Number of Pa. educators losing licenses increasing
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While school districts years ago used to be able to quietly negotiate an exit for some educators who abused children or committed other serious crimes, school leaders for the past decade have been required to report such allegations to the state Department of Education for potential disciplinary action.
In recent years, more certified education professionals have lost or had their certificates suspended, with 114 educators notified in 2010. That compares to 39 to 67 educators each year from 2004 through 2007.
Over the past eight years, the state has named 548 educators statewide who have been notified of action taken on their certificates, including public reprimands, suspensions, revocations, surrenders in lieu of discipline and reinstatements (there are 603 notifications because some individuals are subject to more than one action).
That counts 74 educators statewide whose certificates were suspended, revoked or surrendered in 2011 for actions ranging from sexual relationships to embezzlement, including two whose certificates were both suspended and revoked in the same year. The list covers a variety of certificates, including teaching and administrative.
"There may be a greater awareness now of the types of things that need to be reported," said Wythe Keever, spokesman for the Pennsylvania State Education Association. "The PSEA overall supports that."
Noting such cases are a small part of the state's 150,000 teachers, Mr. Keever said the PSEA wants due process followed but "has no interest in keeping teachers in the classroom who are guilty of inappropriate behaviors and actions."
The state Professional Standards and Practices Commission is empowered to direct the state Department of Education to suspend or revoke certificates.
The commission is a 13-member panel comprising seven classroom teachers, three public school administrators, a college administrator and two members of the general public, including a school board member.
Some educators surrender their certificates in lieu of discipline without presenting their cases before the commission.
"The goal is to protect children. Most of the cases that I have seen in my short time on the commission, a little over a year, have had to do with sexual exploitation of children and improper use of the Internet in that capacity," said commission member Shauna D'Alessandro, who is vice president of the West Jefferson Hills school board.
Under the Professional Educator Discipline Act, which took effect in 2001, public school leaders must notify the state Department of Education if an employee has been dismissed for cause, has engaged in conduct resulting in "criminal indictment" or conviction of certain serious crimes or other crimes of "moral turpitude." The law was introduced weeks after a 1999 Post-Gazette series on teachers convicted or disciplined in connection with sex-related offenses.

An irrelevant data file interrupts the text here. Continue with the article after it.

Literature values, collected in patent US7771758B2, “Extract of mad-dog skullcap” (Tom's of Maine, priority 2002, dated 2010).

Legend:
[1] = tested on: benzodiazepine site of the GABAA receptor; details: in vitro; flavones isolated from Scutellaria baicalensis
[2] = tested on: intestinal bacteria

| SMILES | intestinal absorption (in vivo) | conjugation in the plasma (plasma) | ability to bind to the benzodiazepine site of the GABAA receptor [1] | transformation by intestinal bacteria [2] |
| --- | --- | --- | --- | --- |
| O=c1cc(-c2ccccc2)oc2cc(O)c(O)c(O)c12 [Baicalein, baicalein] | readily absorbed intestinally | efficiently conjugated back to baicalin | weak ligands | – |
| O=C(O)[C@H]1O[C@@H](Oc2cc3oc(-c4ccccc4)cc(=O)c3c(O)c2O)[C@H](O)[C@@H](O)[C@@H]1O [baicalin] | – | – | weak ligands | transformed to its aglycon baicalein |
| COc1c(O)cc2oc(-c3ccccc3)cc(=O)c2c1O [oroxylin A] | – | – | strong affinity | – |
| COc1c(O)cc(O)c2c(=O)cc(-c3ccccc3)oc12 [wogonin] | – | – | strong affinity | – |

Reporting also is required if there is "information which constitutes reasonable cause to believe that a certificated employee has caused physical injury to a student or child as a result of negligence or malice or has committed sexual abuse or exploitation involving a student or child."
The law states failure to comply may result in disciplinary action against the chief school administrator.
For a couple of years, the commission has been working on a proposal that could strengthen and clarify the reporting requirement, if submitted to and approved by the Legislature.
Stuart Knade, chief counsel for the Pennsylvania School Boards Association, said one suggestion calls for a new type of conduct subject to discipline, sexual misconduct, which would include attempts to develop romantic relationships with students. That would cover, for example, the case of a teacher sending romantic or sexual text messages to a student without having to show that any physical activity took place.
Another suggestion would make it mandatory to report if an employee resigns to avoid being terminated. In this case, "you can't let somebody scurry off to another job and not be reported," Mr. Knade said.
Also being considered is wording that makes more clear which misdeeds must be reported and language that covers any uncertified teachers at charter schools.
Mr. Knade said the commission's efforts to refine the law were under way long before the case of Penn State University football coach Jerry Sandusky, who is accused of child sex abuse, attracted national attention.
"The attention it's drawn to these issues certainly provides some impetus, but it also could create a traffic jam legislatively," he said.